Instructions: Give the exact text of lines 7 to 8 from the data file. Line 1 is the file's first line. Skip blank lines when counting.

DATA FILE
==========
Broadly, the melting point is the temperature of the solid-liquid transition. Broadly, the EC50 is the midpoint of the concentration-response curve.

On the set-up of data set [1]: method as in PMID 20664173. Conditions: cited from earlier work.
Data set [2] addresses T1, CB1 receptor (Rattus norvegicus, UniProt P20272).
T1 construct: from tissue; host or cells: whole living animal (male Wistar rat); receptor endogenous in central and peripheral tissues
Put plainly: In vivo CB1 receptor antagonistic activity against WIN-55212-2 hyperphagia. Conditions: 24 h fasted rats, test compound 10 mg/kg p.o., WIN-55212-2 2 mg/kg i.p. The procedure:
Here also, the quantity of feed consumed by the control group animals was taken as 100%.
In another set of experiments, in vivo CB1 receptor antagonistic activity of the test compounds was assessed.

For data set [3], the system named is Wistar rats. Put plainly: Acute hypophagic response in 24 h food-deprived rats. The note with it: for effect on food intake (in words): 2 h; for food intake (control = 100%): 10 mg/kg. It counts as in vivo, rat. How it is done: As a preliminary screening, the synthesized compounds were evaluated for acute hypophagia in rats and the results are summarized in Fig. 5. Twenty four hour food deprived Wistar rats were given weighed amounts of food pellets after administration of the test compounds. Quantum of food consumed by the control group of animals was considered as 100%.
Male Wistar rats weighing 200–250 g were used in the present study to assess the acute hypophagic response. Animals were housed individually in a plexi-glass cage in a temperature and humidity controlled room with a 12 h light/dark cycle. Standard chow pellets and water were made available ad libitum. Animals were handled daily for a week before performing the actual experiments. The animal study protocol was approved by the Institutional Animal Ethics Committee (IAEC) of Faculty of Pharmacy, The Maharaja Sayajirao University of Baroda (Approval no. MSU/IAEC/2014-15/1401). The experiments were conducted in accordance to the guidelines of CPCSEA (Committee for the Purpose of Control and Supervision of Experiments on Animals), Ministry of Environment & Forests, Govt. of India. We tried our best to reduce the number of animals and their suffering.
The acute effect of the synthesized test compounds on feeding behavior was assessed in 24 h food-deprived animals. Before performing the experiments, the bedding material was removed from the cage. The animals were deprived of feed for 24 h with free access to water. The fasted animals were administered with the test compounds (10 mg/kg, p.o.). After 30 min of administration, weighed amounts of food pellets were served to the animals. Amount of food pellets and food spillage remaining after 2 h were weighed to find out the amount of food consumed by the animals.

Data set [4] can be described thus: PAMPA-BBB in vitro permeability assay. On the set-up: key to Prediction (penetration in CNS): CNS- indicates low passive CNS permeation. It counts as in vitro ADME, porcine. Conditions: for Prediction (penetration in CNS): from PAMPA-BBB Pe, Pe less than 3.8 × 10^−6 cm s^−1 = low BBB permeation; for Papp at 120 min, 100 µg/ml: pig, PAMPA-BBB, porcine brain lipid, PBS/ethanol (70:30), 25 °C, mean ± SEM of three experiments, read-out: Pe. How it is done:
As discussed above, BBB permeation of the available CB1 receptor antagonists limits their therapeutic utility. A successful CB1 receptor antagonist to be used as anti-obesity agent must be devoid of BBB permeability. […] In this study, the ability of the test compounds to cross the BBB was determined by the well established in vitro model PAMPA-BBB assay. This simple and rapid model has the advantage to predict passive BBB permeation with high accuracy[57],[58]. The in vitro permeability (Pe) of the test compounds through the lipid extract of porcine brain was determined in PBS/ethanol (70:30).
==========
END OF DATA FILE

In another set of experiments, in vivo CB1 receptor antagonistic activity of the test compounds was assessed.

For data set [3], the system named is Wistar rats. Put plainly: Acute hypophagic response in 24 h food-deprived rats. The note with it: for effect on food intake (in words): 2 h; for food intake (control = 100%): 10 mg/kg. It counts as in vivo, rat. How it is done: As a preliminary screening, the synthesized compounds were evaluated for acute hypophagia in rats and the results are summarized in Fig. 5. Twenty four hour food deprived Wistar rats were given weighed amounts of food pellets after administration of the test compounds. Quantum of food consumed by the control group of animals was considered as 100%.